Isn’t this part of the problem – that by shunting profits and losses around internationally large, obviously hugely profitable companies with a little sleight of hand claim to make no profit anywhere.

    @niles But the profit in A might arise out of the fact that a disproportionate balance of overheads is located in country B. Maybe there’s a particularly successful distributor generating sales in A while almost all the economic activity, including the reliance on state infrastructure, turns out to be in country B. Yet the taxes go to to country A where the profit accrues, not B where the majority of the activity takes place.

    The basic principle that taxes should be paid where profit is earned is not in dispute. But the complexities of supranational profit generation makes a one size fits all solution completely unachievable.

    #3306

    jack
    Participant

    Let’s imagine a company with two branches in countries A with a CT rate of 20% and B where the rate is 10%. Branch A makes a profit of £1m. Branch B makes a loss of £1m. Taken in the round, the company’s profit is zero and no tax is due, and rightly so.

    Under your scheme, however, the company will have to pay tax at 20% in country A and can only secure an eventual deduction against CT in country B in later years and then only at a rate of 10%, leaving them unfairly out of pocket.

    Only if you consider all international firms to be aggressively avoiding tax could you argue that the unfairness corrects a greater inequality, but even then you would be punishing compliant companies for the misdemeanours of others. I run an international company and I’m just not convinced the problem is as widespread as you believe. Most business owners are keen to minimise their tax bill, of course, but usually only by the mildest forms of compliant tax policy, like claiming R&D allowances or the employer’s NI deduction.

    @jimjam Country A could argue that the company could transfer operations from the obviously rubbish country B and reduce their overall tax burden that way, increasing operations and employment in their country, which is clearly a good place for this company.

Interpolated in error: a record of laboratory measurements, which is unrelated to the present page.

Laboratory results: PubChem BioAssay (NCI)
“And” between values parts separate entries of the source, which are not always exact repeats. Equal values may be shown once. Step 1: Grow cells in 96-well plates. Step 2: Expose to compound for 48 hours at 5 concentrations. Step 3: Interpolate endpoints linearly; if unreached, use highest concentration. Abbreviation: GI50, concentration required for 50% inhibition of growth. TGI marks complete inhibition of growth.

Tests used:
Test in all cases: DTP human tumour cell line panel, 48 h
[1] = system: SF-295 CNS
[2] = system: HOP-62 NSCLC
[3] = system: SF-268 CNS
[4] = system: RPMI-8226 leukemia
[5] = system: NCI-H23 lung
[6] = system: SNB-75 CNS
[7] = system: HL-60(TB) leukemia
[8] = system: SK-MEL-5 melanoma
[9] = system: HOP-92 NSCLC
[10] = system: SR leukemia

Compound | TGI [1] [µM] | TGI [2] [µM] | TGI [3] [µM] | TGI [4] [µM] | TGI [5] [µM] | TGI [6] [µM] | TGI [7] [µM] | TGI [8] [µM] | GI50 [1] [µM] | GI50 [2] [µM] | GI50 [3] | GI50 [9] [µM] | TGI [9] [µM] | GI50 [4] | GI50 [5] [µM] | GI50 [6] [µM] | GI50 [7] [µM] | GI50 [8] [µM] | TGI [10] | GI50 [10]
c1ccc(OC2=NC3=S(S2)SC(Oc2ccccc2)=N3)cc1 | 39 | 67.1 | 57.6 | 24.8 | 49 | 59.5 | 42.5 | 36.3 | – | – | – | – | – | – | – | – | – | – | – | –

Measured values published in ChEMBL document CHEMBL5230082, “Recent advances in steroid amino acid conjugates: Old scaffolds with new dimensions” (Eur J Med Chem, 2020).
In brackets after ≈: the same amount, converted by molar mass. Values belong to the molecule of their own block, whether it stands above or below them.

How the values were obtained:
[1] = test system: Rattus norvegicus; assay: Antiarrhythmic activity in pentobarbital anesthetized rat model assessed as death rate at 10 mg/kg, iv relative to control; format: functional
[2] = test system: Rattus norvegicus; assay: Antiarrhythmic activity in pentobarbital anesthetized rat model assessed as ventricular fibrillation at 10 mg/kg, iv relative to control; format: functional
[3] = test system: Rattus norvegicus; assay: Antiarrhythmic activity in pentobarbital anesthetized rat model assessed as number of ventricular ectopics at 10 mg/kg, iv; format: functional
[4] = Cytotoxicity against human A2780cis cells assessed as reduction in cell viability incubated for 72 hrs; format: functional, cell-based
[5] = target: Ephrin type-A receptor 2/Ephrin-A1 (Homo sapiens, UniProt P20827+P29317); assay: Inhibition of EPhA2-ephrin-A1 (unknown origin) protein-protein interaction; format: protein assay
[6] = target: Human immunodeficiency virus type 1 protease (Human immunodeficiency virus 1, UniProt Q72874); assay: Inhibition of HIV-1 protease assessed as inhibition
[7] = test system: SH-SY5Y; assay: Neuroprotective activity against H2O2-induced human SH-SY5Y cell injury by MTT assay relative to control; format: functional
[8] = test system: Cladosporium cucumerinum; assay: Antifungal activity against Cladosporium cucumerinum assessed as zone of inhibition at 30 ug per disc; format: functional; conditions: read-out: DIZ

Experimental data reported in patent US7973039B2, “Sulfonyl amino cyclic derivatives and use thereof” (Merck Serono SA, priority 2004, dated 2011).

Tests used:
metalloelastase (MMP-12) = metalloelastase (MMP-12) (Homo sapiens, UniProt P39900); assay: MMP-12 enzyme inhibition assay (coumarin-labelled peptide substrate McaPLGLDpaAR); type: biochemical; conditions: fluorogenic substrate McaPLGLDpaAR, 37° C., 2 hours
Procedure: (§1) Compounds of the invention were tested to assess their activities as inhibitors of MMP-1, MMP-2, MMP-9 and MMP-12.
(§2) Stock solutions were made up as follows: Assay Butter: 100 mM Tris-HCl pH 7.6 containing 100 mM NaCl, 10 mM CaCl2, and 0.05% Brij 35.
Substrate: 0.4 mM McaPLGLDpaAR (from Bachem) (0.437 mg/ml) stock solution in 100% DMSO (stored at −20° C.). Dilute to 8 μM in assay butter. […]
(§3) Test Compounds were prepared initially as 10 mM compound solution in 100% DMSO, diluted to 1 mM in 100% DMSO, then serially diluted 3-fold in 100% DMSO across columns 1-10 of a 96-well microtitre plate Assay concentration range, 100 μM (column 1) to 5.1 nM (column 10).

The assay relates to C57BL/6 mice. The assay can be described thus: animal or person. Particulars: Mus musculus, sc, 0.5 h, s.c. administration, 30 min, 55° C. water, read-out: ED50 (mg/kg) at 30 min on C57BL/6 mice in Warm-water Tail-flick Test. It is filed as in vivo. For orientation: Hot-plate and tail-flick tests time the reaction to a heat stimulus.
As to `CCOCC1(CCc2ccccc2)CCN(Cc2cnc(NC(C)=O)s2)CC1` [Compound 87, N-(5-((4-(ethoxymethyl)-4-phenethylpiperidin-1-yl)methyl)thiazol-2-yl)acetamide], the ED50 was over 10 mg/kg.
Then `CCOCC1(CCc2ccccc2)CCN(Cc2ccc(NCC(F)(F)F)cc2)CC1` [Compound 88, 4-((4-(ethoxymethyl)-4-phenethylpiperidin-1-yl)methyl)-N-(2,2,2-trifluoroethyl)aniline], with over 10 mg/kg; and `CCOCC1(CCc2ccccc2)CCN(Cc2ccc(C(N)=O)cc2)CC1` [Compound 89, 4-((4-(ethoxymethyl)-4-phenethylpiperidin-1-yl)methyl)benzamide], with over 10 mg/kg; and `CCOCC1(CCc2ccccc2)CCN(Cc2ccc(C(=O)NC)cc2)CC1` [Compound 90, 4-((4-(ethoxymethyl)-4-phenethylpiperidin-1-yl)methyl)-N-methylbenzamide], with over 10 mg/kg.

Most companies dont have an issue (or a perceived issue); its where the very large corps such as the coffee shops, amazon, google etc pay crazy low amounts of tax , but transfer what are utterly ridiculous amounts to clear tax havens, then these questions get asked. The profit transfers follow a path that is designed to minimise tax by whatever means possible, using any legal loophole possible, and there is no possible commercial logic otherwise in these transactions.
    It wouldnt be as bad if (for eg) apple transferred profits to the USA, from where they are controlled, and paid USA corp tax, but they offshore it and refuse to repatriate the cash to america. Cant remember the last time I saw the amount thy are sitting on, buts its a just stupid number (easy enough to find).

    #3307

    bill
    Participant

    VAT or local sales taxes can be viewed as a different method of extracting taxes from those companies.Although in turn these can get complicated!

    With yesterdays changes in USA corporation tax rates, it is expected that Apple will start pulling those offshore billions back into the US. One of the big issues in this is ( or should I say was) that USA corporation tax rates were out of line with everybody else, so there was an incentive to keep money offshore.Equally Google has announced that it now intends to avoid these mechanisms to reduce tax by putting Uk sales through Ireland. So the picture on this sort of issue is changing and most of your arguments will be old hat in a year or so’s time. Big corporates are getting the message that it is no longer acceptable to do this sort of thing.And the EU has come down pretty hard on Apple’s dealings in Irleand.

    #3308

    pat
    Participant

    @niles The government could start by a bit of joined up thinking.
    I recently posted about a dodgy roof job.
    Got involved with trading standards who kept crying they are underesourced.
    I pointed out the Trader had given me an invoice for 4.8K with a fake address, so probably ducking tax.
    I gave them phone number, van reg, facebook profile and stuff.
    Asked trading standards if they would report to HMRC
    No, was the answer.

    #3309

    Person
    Participant

    How is that unfair? If they make a profit in A, why shouldn’t they pay tax on that in A. What goes on in B isn’t very relevant to the citizens of A who need the tax revenue.

    @niles It’s more complex though. Hq and R&D in north west Europe, parts manufactured in far east, assembled in eastern Europe, sold through individual franchises in each country globally. Where the the profit lie? Arguably everywhere apart from far east, but it won’t be an equal split.